I may have come late to creative work, but I view it as one of the best things to have happened in my life, right after my children. When I eventually started writing creatively, I discovered parts of myself that I previously could only guess at. I am a mother above all, but I am not only a mother. I have created my children, but that is not all I can create.
Yet the two things - being a creative and a mother - are tied together in ways that some may not expect. The thing that I have come to realize since, is that the two things feed into each other rather synergistically. That is to say, being a mother has made me a better creative, and vice versa. Becoming more fully realised as a person by finding a calling, and discovering who I am outside of being a mother and a partner through meaningful work, makes me better at both.
One of the things I noticed soon after working as a creative was that it has enabled me to expand my own definition of what creativity means.
This in turn has informed my parenting and how I view my children as beings who are just learning who they are as people. I can truly understand how being more fully myself is vital to helping my children do the same. Where before I was concerned that one child’s lack of enthusiasm for school would lead to challenges later in life, I now am able to find new examples every day of other areas in which they thrive. Another’s resistance to following set paths didn’t signal rebelliousness, but self-sufficiency and fierce independence. My children are all so different from each other, with their own strengths and personality, that I couldn’t possibly expect the same of each, nor could I parent them the same way. Knowing myself more fully as a result of exploring my creativity affords me the confidence and clarity that allows me to be the kind of parent I want to be.
It’s not just my children that benefit, I feel my work does too. When you’re more grounded in your own sense of self, you’re better able to see the world in new and different ways than you could before. That naturally leads to more creativity and innovative thinking, borne of that same confidence and clarity mentioned earlier. A willingness to try new things and think differently works just as well for creating good work as it does for parenting. Can’t seem to crack a brief? Don’t try and tackle the problem given, try failing at it instead. That could give you new insight into your obstacles and how to overcome them. Same for being a mother: little one throwing a tantrum for unknown reasons? Don’t try and stop it, just get down to their level and sit with them for a while. That may reveal the fact that their favourite toy was stuck under the couch where they couldn’t reach it. Boom, mystery solved.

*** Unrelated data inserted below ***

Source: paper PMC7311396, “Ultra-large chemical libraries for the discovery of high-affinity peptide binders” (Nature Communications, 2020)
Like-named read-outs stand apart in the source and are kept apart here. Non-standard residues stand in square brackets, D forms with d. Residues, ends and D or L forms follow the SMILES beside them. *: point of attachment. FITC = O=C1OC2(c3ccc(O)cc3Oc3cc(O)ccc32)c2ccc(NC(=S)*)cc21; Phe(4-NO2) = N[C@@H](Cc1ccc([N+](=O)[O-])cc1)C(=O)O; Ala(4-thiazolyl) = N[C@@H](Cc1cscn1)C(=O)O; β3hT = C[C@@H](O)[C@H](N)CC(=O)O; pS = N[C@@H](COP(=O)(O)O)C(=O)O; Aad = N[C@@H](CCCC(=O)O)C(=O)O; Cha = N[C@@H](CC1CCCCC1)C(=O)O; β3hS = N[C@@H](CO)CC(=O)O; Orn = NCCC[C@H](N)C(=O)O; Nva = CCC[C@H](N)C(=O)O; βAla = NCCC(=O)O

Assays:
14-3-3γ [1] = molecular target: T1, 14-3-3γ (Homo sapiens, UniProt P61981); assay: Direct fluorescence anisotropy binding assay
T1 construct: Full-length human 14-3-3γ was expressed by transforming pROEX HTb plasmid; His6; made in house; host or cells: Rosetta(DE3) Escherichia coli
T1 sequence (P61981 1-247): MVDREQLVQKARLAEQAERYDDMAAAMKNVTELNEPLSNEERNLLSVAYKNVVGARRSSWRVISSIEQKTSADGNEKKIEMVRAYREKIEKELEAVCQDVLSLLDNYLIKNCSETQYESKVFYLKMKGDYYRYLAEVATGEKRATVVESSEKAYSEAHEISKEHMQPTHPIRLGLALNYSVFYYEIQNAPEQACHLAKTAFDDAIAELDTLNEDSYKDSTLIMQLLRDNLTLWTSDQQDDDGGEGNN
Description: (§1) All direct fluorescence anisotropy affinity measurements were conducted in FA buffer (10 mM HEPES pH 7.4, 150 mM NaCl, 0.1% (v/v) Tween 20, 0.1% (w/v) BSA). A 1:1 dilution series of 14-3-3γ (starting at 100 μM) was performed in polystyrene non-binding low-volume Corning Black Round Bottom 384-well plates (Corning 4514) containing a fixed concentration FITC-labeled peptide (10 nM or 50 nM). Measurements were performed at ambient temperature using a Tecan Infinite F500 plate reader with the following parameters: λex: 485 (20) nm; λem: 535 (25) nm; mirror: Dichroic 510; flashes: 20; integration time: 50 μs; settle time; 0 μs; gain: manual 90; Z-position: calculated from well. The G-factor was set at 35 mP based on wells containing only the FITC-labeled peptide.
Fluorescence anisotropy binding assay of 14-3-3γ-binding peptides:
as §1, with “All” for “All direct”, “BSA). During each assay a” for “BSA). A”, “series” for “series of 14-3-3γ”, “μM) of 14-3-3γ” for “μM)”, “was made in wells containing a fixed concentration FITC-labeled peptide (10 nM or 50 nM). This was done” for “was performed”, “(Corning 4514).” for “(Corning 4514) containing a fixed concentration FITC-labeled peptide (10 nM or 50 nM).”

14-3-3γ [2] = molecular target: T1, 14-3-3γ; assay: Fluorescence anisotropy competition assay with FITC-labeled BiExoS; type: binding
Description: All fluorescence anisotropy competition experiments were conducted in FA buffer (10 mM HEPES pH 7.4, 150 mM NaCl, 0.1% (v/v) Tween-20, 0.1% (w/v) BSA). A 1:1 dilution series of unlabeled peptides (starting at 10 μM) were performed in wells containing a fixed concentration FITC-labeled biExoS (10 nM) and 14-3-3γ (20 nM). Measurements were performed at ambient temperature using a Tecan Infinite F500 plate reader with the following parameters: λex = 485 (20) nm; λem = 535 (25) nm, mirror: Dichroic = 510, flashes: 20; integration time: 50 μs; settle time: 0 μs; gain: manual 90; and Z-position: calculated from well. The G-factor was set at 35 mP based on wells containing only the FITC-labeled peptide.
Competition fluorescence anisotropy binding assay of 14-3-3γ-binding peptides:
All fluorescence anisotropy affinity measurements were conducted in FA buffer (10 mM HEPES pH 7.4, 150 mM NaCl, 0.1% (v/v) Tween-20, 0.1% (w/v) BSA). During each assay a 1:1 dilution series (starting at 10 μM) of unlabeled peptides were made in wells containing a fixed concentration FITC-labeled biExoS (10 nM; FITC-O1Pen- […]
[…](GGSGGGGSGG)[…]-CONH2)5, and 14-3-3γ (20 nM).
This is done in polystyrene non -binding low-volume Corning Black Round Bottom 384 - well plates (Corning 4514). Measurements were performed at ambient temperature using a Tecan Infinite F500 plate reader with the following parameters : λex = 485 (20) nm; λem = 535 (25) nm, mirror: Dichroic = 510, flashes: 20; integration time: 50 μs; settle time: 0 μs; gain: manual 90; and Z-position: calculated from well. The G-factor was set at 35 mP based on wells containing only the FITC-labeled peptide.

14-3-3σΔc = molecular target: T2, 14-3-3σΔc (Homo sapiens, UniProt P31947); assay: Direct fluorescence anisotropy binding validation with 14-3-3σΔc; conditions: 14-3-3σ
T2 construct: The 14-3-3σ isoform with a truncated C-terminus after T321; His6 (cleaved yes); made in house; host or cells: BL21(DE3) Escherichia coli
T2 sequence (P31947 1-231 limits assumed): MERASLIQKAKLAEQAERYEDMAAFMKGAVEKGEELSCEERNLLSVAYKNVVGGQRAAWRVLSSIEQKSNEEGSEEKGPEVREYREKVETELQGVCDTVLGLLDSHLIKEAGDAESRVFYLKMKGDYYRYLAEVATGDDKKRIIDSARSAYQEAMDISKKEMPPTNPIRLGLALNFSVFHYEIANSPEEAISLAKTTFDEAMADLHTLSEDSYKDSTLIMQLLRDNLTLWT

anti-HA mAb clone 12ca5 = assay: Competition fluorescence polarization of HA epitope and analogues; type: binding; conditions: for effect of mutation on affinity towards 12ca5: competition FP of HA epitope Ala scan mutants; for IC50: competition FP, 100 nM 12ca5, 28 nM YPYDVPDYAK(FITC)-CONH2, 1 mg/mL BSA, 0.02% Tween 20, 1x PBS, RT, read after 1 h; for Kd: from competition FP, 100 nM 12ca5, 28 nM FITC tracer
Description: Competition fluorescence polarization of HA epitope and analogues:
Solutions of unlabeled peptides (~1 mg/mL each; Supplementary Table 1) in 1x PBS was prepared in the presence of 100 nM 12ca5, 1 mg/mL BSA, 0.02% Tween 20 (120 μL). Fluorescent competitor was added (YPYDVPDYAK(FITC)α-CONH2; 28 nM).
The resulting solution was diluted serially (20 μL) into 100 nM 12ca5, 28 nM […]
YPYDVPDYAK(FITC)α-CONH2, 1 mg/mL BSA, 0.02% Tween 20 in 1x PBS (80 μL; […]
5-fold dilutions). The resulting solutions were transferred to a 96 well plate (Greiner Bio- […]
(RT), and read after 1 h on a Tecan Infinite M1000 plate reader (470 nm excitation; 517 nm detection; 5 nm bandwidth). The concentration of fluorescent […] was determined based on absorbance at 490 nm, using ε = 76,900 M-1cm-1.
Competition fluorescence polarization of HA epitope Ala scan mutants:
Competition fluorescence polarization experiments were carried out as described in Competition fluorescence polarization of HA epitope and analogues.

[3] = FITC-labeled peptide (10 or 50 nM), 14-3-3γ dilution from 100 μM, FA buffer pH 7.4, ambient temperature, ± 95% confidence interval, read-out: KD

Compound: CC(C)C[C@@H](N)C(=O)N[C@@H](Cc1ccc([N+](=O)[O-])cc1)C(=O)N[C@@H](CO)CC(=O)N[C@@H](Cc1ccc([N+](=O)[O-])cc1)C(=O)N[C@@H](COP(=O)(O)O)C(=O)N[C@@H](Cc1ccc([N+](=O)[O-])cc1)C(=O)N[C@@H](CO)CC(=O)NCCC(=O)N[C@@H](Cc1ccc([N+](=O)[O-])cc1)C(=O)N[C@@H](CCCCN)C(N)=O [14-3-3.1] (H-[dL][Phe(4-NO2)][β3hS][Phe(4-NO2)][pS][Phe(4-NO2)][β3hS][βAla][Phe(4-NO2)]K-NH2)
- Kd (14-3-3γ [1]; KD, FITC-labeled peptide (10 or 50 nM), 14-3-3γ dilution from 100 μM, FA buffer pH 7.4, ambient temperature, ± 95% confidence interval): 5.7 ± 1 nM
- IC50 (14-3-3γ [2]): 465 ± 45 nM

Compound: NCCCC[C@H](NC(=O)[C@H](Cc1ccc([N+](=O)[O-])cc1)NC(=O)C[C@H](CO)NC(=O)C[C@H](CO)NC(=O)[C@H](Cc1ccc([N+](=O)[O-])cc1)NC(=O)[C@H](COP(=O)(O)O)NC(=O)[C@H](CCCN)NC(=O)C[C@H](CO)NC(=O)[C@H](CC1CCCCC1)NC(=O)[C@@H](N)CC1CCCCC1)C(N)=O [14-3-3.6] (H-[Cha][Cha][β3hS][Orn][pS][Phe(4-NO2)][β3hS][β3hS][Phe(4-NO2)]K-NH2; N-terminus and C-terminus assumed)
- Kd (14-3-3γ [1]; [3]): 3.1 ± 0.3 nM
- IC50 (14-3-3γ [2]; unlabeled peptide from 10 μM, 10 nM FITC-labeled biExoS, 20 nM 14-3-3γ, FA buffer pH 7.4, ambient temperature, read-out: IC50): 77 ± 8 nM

Getting down to your child’s level, sometimes literally, is in fact a great illustration of how motherhood can have a direct impact on creativity.
What better way to see the world through your child’s eyes than meeting them where they are? The world from their perspective is often more wondrous, but can also be filled with unfamiliar challenges. So what I found was that the more I tried empathising with my children, the more it fostered the sort of empathy that allows me to create work that resonates with people on a deeper level.
This kind of authenticity, unsurprisingly, is essential to good creative work. All good art contains something of their author, and I know that every word I write is a piece of myself that I put out into the world (which makes writing a terrifying exercise sometimes, but that’s another article for another time). I believe work that is genuine and true to the human experience, work that comes from a deeper connection to my own thoughts and emotions will find a wider audience than work that is not. Not only that but writing authentically has the added benefit of letting me develop my own voice as a writer, a style that is unique to me.
If you’re wondering what effect watching their mother do all of this has on my children, I can tell you that my relationship with each of them has grown and deepened alongside my own growth as a person and a budding copywriter. Discovering my love for writing and being able to explore it creatively as my job has had ripple effects on the rest of my life in the best of ways. In an effort to continue this virtuous cycle, I’m always tapping into my role as a parent at work to try and create copy that is inclusive, impactful and better every time; work that is inspired by, and created for my children. Because it seems to me that if I am to keep trying to be better as both a writer and a mother, there’s no better way than to create a body of work that my children will one day read and be proud of.
The writer is Rebecca Harbick, copywriter, Media.Monks
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